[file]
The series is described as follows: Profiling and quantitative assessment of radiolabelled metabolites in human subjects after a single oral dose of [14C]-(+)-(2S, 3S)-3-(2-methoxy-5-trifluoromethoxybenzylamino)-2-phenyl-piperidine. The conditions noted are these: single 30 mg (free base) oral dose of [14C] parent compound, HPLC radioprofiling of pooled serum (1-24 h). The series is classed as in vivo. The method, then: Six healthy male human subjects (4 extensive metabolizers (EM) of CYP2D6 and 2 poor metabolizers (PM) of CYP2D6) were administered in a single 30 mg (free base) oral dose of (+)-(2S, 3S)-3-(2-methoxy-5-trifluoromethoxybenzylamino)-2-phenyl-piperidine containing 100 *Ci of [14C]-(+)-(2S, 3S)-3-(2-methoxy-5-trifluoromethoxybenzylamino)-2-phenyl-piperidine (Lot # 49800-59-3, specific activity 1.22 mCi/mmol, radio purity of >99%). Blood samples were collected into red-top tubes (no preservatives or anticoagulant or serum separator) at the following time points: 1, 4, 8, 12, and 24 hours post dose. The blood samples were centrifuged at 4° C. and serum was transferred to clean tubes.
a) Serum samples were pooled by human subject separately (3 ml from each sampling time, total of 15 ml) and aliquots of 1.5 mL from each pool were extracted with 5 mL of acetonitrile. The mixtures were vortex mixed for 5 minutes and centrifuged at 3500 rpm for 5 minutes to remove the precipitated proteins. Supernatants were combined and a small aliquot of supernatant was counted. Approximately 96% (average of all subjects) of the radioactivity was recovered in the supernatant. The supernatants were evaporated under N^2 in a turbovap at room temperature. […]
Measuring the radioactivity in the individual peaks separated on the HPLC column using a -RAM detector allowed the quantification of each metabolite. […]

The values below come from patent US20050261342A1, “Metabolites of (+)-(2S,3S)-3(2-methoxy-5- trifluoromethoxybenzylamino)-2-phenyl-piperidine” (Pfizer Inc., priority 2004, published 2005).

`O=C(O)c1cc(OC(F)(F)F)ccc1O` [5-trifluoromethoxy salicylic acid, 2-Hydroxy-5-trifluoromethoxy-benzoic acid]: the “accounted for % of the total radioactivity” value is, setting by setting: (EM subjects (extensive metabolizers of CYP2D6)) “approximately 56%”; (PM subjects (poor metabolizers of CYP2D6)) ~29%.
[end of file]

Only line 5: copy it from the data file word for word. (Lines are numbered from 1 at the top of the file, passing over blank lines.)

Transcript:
`O=C(O)c1cc(OC(F)(F)F)ccc1O` [5-trifluoromethoxy salicylic acid, 2-Hydroxy-5-trifluoromethoxy-benzoic acid]: the “accounted for % of the total radioactivity” value is, setting by setting: (EM subjects (extensive metabolizers of CYP2D6)) “approximately 56%”; (PM subjects (poor metabolizers of CYP2D6)) ~29%.